7. Call the Doctor

I don’t know what the Doctor did to this Dalek to get him to serve cocktails, but whatever the plotline behind this Doctor Who Christmas special, I want to know the whole story. If you like the art and humor of these cards, but you aren’t really a Whovian, don’t worry: artist AliciaMB has also created Christmas cards themed after Star Wars, The Avengers, The Hunger Games, and more.

8. Nice Nose

Chewy the Red Nosed Wookie might not be as famous as Rudolph the Reindeer, but he’d do a lot better when it comes to helping you guide a Millennium Falcon across an asteroid belt. Of course, Etsy seller CastleMcQuade has plenty of other geeky holiday cards available for those who aren’t too into Star Wars (including a fantastic It’s Always Sunny In Philadelphia design) as well as plenty of other Star Wars Christmas cards.

9. Hoth-Hoth-Hoth

For a more classic holiday card look with a Star Wars twist, look no further than these Hoth-y Holiday cards by Etsy seller Mike Goes Geek that depicts a classic Hoth scene in the iconic Rankin/Bass claymation style.

10. Left 4Christmas

If you simply loved Left 4Dead 2, then share that adoration with those closest to you with these adorable cards designed by artist Alexandria Neonakis and available in the Valve Store.

11. Sea Unicorn

Everyone loves narwhals—after all, they are like unicorns of the sea, and with this great holiday card by Etsy seller castornpollux, you get to see how the rare, majestic creature likes to decorate for Christmas.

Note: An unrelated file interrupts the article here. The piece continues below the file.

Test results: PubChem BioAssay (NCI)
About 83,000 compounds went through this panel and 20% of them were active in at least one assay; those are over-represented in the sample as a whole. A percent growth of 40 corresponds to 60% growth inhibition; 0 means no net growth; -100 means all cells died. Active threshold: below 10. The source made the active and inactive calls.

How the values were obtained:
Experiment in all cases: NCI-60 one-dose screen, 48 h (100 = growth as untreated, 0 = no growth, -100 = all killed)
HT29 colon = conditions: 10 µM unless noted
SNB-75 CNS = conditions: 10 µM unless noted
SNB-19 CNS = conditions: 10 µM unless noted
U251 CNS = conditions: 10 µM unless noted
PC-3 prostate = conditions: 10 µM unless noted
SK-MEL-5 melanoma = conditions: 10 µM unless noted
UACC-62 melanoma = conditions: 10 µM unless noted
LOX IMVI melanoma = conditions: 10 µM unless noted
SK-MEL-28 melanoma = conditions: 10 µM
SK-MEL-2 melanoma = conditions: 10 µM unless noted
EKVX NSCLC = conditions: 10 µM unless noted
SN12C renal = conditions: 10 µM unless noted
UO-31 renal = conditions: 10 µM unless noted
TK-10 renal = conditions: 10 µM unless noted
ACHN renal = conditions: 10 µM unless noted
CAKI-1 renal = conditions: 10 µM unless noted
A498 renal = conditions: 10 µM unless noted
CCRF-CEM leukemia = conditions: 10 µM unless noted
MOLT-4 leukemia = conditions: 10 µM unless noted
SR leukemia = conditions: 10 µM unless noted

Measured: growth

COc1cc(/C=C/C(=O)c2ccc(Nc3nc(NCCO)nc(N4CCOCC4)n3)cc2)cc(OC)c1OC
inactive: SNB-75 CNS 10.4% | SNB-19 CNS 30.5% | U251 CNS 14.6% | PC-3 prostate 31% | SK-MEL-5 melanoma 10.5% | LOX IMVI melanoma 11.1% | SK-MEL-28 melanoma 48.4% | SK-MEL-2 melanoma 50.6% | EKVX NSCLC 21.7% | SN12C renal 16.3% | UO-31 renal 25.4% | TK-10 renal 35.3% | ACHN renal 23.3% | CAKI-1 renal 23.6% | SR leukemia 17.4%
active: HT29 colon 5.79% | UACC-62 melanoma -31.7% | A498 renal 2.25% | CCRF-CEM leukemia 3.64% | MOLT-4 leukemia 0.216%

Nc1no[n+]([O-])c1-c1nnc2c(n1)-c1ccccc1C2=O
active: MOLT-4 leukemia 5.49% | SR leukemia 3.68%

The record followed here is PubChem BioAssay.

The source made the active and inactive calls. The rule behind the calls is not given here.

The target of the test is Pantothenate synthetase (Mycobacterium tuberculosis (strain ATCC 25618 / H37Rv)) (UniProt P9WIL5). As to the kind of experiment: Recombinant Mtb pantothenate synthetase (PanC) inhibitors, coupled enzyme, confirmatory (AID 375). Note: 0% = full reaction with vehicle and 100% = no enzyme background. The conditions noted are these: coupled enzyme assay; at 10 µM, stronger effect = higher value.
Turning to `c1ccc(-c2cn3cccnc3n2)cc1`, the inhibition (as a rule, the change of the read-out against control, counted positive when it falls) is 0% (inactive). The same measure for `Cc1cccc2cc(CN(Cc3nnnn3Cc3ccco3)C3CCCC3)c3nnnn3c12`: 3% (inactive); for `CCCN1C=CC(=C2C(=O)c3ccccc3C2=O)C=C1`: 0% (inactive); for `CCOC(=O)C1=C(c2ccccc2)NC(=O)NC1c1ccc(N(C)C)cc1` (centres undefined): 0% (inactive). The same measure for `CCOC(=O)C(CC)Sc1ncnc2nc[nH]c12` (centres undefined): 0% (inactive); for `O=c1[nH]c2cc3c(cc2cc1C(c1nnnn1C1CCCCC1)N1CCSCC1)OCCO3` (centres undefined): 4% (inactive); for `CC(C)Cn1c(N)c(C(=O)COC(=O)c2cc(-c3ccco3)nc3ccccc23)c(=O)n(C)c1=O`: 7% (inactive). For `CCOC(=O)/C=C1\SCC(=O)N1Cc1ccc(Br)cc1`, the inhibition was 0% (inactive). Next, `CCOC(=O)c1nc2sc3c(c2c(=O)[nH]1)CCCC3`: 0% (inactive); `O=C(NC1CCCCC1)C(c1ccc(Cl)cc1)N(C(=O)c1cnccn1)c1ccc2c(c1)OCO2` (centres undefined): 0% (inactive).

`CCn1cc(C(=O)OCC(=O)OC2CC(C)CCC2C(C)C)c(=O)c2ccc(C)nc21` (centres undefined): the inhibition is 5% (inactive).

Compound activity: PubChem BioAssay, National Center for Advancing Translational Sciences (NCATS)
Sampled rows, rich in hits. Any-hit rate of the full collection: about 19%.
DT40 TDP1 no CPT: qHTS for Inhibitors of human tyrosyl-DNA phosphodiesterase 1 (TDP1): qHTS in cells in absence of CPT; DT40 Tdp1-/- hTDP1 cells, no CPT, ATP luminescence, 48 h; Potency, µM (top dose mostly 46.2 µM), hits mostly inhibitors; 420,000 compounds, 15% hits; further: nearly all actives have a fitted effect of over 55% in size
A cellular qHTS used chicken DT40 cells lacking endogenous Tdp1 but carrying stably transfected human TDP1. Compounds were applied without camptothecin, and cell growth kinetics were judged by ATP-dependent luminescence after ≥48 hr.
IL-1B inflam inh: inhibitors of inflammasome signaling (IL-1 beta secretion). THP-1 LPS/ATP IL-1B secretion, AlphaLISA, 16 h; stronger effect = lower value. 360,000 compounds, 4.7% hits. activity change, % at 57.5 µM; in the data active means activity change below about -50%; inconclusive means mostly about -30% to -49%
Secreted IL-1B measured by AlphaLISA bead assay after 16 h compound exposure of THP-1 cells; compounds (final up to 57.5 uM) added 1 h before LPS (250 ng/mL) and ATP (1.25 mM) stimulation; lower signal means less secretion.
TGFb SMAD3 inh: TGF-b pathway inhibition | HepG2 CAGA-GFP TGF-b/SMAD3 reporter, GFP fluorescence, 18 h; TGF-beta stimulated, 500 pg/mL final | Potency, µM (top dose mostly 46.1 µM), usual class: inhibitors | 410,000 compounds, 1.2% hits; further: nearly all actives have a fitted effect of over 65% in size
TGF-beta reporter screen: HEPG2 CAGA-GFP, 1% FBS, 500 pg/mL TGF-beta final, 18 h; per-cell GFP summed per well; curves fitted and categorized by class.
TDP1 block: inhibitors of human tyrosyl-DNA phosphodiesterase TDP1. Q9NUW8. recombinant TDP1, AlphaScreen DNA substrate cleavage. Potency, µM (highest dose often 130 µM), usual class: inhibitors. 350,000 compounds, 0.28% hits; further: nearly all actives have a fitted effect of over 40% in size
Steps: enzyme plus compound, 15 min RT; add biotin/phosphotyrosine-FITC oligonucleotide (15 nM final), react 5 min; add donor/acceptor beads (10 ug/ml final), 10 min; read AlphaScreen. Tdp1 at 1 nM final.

12. Venn Out

Is any list of geekery truly complete without a Venn diagram? If you answered “no” with a resounding decisiveness, then you’ll certainly love these Venn diagram cards by Etsy seller BisforBrown that depict “what we wish you” this holiday season.

If you happened to order or send out any geeky holiday cards this year, tell us about them in the comments, or even better, share the pictures with us!

For 12-12-12, we’ll be posting twenty-four '12 lists' throughout the day. Check back 12 minutes after every hour for the latest installment, or see them all here.


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Thomas Quine, Flickr // CC BY 2.0
Take a Peek Inside One of Berlin's Strangest Museums
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Thomas Quine, Flickr // CC BY 2.0

Vlad Korneev is a man with an obsession. He's spent years collecting technical and industrial objects from the last century—think iron lungs, World War II gas masks, 1930s fans, and vintage medical prostheses. At his Designpanoptikum in Berlin, which bills itself (accurately) as a "surreal museum of industrial objects," Korneev arranges his collection in fascinating, if disturbing, assemblages. (Atlas Obscura warns that it's "half design museum, half horror house of imagination.") Recently, the Midnight Archive caught up with Vlad for a special tour and some insight into the question visitors inevitably ask—"but what is it, really?" You can watch the full video below.